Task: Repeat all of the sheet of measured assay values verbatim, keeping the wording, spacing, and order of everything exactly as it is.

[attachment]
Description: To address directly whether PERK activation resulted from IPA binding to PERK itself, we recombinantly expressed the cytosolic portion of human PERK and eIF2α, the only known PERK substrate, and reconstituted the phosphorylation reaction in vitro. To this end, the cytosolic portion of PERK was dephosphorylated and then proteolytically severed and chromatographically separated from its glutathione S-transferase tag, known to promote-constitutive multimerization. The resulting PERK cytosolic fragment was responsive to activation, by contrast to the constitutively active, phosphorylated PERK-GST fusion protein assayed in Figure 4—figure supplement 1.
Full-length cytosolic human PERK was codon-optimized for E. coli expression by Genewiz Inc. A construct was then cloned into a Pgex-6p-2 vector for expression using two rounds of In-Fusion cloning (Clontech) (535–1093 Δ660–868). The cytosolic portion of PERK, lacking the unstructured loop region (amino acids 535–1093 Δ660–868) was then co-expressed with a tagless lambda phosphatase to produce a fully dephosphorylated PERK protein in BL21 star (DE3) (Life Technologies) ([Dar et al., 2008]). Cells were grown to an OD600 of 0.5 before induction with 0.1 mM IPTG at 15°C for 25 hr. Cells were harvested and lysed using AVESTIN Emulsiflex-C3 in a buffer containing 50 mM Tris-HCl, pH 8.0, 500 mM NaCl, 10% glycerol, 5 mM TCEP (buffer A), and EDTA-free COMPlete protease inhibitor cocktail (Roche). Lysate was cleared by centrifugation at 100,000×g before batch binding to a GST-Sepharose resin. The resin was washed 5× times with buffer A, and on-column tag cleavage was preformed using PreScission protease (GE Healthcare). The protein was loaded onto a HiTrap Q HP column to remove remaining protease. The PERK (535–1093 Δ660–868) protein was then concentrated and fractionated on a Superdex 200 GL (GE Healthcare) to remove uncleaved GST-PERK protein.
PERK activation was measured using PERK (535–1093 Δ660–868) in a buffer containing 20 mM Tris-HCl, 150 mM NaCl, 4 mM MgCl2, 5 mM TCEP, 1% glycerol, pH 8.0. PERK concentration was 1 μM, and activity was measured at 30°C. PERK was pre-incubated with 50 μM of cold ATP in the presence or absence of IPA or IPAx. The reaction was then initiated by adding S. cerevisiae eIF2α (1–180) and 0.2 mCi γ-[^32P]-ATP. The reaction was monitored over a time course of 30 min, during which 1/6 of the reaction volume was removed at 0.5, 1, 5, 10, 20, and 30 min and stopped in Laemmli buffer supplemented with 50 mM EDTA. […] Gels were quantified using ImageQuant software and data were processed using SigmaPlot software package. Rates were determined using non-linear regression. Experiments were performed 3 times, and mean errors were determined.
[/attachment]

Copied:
Description: To address directly whether PERK activation resulted from IPA binding to PERK itself, we recombinantly expressed the cytosolic portion of human PERK and eIF2α, the only known PERK substrate, and reconstituted the phosphorylation reaction in vitro. To this end, the cytosolic portion of PERK was dephosphorylated and then proteolytically severed and chromatographically separated from its glutathione S-transferase tag, known to promote-constitutive multimerization. The resulting PERK cytosolic fragment was responsive to activation, by contrast to the constitutively active, phosphorylated PERK-GST fusion protein assayed in Figure 4—figure supplement 1.
Full-length cytosolic human PERK was codon-optimized for E. coli expression by Genewiz Inc. A construct was then cloned into a Pgex-6p-2 vector for expression using two rounds of In-Fusion cloning (Clontech) (535–1093 Δ660–868). The cytosolic portion of PERK, lacking the unstructured loop region (amino acids 535–1093 Δ660–868) was then co-expressed with a tagless lambda phosphatase to produce a fully dephosphorylated PERK protein in BL21 star (DE3) (Life Technologies) ([Dar et al., 2008]). Cells were grown to an OD600 of 0.5 before induction with 0.1 mM IPTG at 15°C for 25 hr. Cells were harvested and lysed using AVESTIN Emulsiflex-C3 in a buffer containing 50 mM Tris-HCl, pH 8.0, 500 mM NaCl, 10% glycerol, 5 mM TCEP (buffer A), and EDTA-free COMPlete protease inhibitor cocktail (Roche). Lysate was cleared by centrifugation at 100,000×g before batch binding to a GST-Sepharose resin. The resin was washed 5× times with buffer A, and on-column tag cleavage was preformed using PreScission protease (GE Healthcare). The protein was loaded onto a HiTrap Q HP column to remove remaining protease. The PERK (535–1093 Δ660–868) protein was then concentrated and fractionated on a Superdex 200 GL (GE Healthcare) to remove uncleaved GST-PERK protein.
PERK activation was measured using PERK (535–1093 Δ660–868) in a buffer containing 20 mM Tris-HCl, 150 mM NaCl, 4 mM MgCl2, 5 mM TCEP, 1% glycerol, pH 8.0. PERK concentration was 1 μM, and activity was measured at 30°C. PERK was pre-incubated with 50 μM of cold ATP in the presence or absence of IPA or IPAx. The reaction was then initiated by adding S. cerevisiae eIF2α (1–180) and 0.2 mCi γ-[^32P]-ATP. The reaction was monitored over a time course of 30 min, during which 1/6 of the reaction volume was removed at 0.5, 1, 5, 10, 20, and 30 min and stopped in Laemmli buffer supplemented with 50 mM EDTA. […] Gels were quantified using ImageQuant software and data were processed using SigmaPlot software package. Rates were determined using non-linear regression. Experiments were performed 3 times, and mean errors were determined.